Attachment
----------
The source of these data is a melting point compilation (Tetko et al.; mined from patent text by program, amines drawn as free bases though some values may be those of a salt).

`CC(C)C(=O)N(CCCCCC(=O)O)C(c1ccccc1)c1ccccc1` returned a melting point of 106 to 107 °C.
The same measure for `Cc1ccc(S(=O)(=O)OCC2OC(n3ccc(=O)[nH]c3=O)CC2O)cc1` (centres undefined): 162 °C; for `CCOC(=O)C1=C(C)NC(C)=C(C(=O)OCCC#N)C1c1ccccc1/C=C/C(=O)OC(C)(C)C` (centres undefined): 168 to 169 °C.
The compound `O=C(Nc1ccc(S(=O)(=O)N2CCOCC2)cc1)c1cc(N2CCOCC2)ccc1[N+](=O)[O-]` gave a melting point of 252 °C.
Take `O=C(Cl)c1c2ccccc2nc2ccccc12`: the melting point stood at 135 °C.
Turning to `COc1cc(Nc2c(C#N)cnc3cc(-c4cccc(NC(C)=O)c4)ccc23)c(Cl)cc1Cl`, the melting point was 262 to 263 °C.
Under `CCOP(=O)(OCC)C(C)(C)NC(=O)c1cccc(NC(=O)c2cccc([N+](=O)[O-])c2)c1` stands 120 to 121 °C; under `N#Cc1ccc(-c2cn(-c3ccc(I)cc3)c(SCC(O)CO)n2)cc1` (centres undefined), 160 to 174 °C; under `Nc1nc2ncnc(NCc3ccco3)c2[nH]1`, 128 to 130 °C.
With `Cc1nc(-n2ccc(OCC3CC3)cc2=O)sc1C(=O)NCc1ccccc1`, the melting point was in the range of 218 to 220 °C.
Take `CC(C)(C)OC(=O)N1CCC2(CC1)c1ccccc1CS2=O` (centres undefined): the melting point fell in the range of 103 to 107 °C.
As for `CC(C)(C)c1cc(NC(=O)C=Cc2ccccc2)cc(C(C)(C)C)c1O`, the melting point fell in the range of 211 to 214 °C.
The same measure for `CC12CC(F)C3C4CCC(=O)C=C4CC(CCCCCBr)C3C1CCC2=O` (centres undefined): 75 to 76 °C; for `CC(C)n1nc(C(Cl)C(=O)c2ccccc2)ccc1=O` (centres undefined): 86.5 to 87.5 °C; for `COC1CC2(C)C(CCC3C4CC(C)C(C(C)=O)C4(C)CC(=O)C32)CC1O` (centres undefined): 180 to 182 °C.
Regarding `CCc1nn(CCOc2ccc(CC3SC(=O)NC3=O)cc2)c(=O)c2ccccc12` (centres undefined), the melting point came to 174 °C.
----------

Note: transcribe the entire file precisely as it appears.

The source of these data is a melting point compilation (Tetko et al.; mined from patent text by program, amines drawn as free bases though some values may be those of a salt).

`CC(C)C(=O)N(CCCCCC(=O)O)C(c1ccccc1)c1ccccc1` returned a melting point of 106 to 107 °C.
The same measure for `Cc1ccc(S(=O)(=O)OCC2OC(n3ccc(=O)[nH]c3=O)CC2O)cc1` (centres undefined): 162 °C; for `CCOC(=O)C1=C(C)NC(C)=C(C(=O)OCCC#N)C1c1ccccc1/C=C/C(=O)OC(C)(C)C` (centres undefined): 168 to 169 °C.
The compound `O=C(Nc1ccc(S(=O)(=O)N2CCOCC2)cc1)c1cc(N2CCOCC2)ccc1[N+](=O)[O-]` gave a melting point of 252 °C.
Take `O=C(Cl)c1c2ccccc2nc2ccccc12`: the melting point stood at 135 °C.
Turning to `COc1cc(Nc2c(C#N)cnc3cc(-c4cccc(NC(C)=O)c4)ccc23)c(Cl)cc1Cl`, the melting point was 262 to 263 °C.
Under `CCOP(=O)(OCC)C(C)(C)NC(=O)c1cccc(NC(=O)c2cccc([N+](=O)[O-])c2)c1` stands 120 to 121 °C; under `N#Cc1ccc(-c2cn(-c3ccc(I)cc3)c(SCC(O)CO)n2)cc1` (centres undefined), 160 to 174 °C; under `Nc1nc2ncnc(NCc3ccco3)c2[nH]1`, 128 to 130 °C.
With `Cc1nc(-n2ccc(OCC3CC3)cc2=O)sc1C(=O)NCc1ccccc1`, the melting point was in the range of 218 to 220 °C.
Take `CC(C)(C)OC(=O)N1CCC2(CC1)c1ccccc1CS2=O` (centres undefined): the melting point fell in the range of 103 to 107 °C.
As for `CC(C)(C)c1cc(NC(=O)C=Cc2ccccc2)cc(C(C)(C)C)c1O`, the melting point fell in the range of 211 to 214 °C.
The same measure for `CC12CC(F)C3C4CCC(=O)C=C4CC(CCCCCBr)C3C1CCC2=O` (centres undefined): 75 to 76 °C; for `CC(C)n1nc(C(Cl)C(=O)c2ccccc2)ccc1=O` (centres undefined): 86.5 to 87.5 °C; for `COC1CC2(C)C(CCC3C4CC(C)C(C(C)=O)C4(C)CC(=O)C32)CC1O` (centres undefined): 180 to 182 °C.
Regarding `CCc1nn(CCOc2ccc(CC3SC(=O)NC3=O)cc2)c(=O)c2ccccc12` (centres undefined), the melting point came to 174 °C.